Personalities | Adam de la Halle | Medieval Era | Classical

(A’-dam de la Al) c. 1250–1300
French Trouvère

Adam de la Halle appears as something of a Janus figure at the end of the thirteenth century, at once looking back to his forebears and forwards into the fourteenth century and beyond, and he composed works in amost every genre of the period, including monophonic and polyphonic songs and motets. He also wrote three plays with musical interludes and an epic poem, which is now incomplete.

Born in Arras, the centre of much trouvère activity, de la Halle was probably educated in Paris and certainly travelled widely in the service of noble patrons. One of the last trouvères, de la Halle’s monophonic chansons were a culmination of the trouvère activities of the preceding century and follow their traditions, although their melodies are considerably advanced in style for the age; his motets, based on plainchant tenors (lit. ‘holding parts’), are generally considered to be rather unadventurous. While the musical style of the polyphonic chansons (usually referred to as rondeaux but actually encompassing a variety of forms) is also relatively conservative, the idea of setting secular texts polyphonically outside the motet tradition was an entirely new one, and the poetic forms he used foreshadow those that began to arise in the next century. Le Jeu de Robin et Marion (‘The Play of Robin and Marion’) is the most famous of his three plays with music. While seemingly well ahead of their time (they are sometimes compared with the much later opéra comique), they are more in the tradition of narrative pastourelle poems, which had musical interludes – a tradition that continued in the dit form of the fourteenth century.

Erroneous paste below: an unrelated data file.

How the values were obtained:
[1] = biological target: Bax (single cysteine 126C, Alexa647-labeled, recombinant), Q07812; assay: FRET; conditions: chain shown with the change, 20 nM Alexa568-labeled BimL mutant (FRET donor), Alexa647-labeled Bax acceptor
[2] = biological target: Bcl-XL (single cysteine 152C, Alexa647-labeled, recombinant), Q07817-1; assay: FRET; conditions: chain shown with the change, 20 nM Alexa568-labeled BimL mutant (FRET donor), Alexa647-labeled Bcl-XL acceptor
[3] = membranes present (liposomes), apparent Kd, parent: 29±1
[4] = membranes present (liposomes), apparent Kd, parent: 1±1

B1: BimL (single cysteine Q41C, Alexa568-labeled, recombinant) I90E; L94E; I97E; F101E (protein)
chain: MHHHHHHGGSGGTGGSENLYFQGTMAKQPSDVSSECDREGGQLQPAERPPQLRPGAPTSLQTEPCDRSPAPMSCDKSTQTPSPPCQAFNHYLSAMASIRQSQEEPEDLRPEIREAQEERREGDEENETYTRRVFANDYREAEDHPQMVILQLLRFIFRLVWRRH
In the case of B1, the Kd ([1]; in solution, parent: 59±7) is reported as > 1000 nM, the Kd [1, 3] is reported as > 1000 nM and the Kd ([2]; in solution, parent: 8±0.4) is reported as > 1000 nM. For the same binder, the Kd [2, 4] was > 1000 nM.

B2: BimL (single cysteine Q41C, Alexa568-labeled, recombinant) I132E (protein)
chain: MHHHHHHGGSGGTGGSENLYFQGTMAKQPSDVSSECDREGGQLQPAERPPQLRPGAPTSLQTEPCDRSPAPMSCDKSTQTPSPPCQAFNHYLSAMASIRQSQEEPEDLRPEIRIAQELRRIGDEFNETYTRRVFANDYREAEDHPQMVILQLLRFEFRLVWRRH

Recommended Recording:
Trouvères: Courtly Love Songs from Northern France, Sequentia (Deutsche Harmonia Mundi)

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